3: High Blood Pressure
Multiple studies (like this one from 2018) have found that hearing loss is associated with high blood pressure and some (including this 2013 research) have established that high blood pressure may actually speed up age-related hearing loss. It’s a connection that’s been seen pretty consistently, even when controlling for variables including whether or not you smoke or noise exposure. Gender is the only variable that seems to make a difference: The link between high blood pressure and hearing loss, if your a guy, is even stronger.
Your ears are very closely connected to your circulatory system: along with the many tiny blood vessels inside your ear, two of the body’s main arteries go right near it. This is one explanation why people who have high blood pressure often suffer from tinnitus, it’s ultimately their own blood pumping that they are hearing. (That’s why this kind of tinnitus is called pulsatile tinnitus; you’re hearing your pulse.) But high blood pressure might also potentially cause physical damage to your ears which is the leading theory behind why it would speed up loss of hearing. If your heart is pumping harder, there’s more pressure behind each beat. That could potentially damage the smaller blood arteries inside your ears. High blood pressure is controllable, through both medical interventions and lifestyle change. But if you think you’re dealing with hearing loss even if you believe you’re too young for the age-related problems, it’s a good move to speak with a hearing specialist.
Risk of dementia may be higher with hearing loss. 2013 research from Johns Hopkins University that followed almost 2,000 individuals in their 70’s during the period of six years discovered that the chance of mental impairment increased by 24% with only minimal hearing loss (about 25 dB, or slightly louder than a whisper). A 2011 study by the same researchers which tracked subjects over more than a decade found that when the subject’s hearing got worse, the more probably it was that they would get dementia. (Alzheimer’s was also discovered to have a similar connection, though a less statistically substantial one.) moderate hearing loss, based on these findings, puts you at 3X the risk of a person who doesn’t have loss of hearing; one’s chance is raised by nearly 4 times with extreme hearing loss.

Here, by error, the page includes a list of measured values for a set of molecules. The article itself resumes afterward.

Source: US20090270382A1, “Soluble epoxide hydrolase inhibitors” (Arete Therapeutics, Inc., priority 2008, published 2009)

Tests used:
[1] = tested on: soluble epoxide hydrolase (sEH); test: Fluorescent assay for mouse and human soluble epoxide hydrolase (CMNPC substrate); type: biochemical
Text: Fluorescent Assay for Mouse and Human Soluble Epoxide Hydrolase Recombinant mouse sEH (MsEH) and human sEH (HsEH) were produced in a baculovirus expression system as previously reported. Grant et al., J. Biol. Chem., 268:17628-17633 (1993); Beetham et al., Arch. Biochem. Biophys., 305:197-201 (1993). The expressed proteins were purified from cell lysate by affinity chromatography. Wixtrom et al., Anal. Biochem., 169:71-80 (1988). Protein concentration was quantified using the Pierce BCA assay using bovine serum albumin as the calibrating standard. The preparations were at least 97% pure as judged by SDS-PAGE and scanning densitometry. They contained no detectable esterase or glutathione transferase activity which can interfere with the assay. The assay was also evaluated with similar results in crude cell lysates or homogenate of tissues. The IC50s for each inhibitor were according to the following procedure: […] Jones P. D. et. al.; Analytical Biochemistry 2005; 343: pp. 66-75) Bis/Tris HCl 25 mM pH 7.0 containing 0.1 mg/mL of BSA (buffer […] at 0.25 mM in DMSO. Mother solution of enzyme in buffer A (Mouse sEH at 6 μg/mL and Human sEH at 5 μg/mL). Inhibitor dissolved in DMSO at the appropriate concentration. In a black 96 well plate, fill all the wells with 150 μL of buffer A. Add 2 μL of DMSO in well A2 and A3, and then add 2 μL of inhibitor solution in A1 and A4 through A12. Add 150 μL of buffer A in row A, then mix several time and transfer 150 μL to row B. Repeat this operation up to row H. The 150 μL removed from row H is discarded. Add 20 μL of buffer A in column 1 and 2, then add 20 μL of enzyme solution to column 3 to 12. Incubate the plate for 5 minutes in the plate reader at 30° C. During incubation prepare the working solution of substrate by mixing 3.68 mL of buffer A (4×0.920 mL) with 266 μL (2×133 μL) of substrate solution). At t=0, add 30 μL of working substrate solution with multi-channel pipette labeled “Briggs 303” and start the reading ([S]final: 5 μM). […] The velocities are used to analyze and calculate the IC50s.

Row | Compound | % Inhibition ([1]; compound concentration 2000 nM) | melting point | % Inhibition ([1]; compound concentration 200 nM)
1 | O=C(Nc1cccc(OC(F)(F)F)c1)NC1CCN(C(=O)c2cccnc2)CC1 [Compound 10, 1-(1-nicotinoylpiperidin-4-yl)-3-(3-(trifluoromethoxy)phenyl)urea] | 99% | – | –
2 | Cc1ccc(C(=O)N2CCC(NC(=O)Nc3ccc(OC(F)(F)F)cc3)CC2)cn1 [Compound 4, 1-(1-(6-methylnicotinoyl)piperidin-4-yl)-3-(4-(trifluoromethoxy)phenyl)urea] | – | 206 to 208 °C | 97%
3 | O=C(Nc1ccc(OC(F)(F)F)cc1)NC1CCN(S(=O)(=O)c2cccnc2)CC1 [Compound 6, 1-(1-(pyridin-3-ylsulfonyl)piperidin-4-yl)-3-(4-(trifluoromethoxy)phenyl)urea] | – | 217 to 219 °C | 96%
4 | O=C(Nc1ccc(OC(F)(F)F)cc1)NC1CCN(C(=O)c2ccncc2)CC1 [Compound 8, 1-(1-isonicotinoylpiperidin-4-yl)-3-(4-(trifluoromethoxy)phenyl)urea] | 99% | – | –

But, though researchers have been able to document the connection between cognitive decline and loss of hearing, they still don’t know why this takes place. A common hypothesis is that having difficulty hearing can cause people to avoid social situations, and that social withdrawal and lack of mental stimulation can be debilitating. Another theory is that hearing loss short circuits your brain. In essence, trying to hear sounds around you fatigues your brain so you may not have much energy left for remembering things such as where you put your medication. Staying in close communication with friends and family and doing crosswords or brain games could help here, but so can treating hearing loss. Social situations become much more confusing when you are struggling to hear what people are saying. So if you are dealing with loss of hearing, you need to put a plan of action in place including getting a hearing test.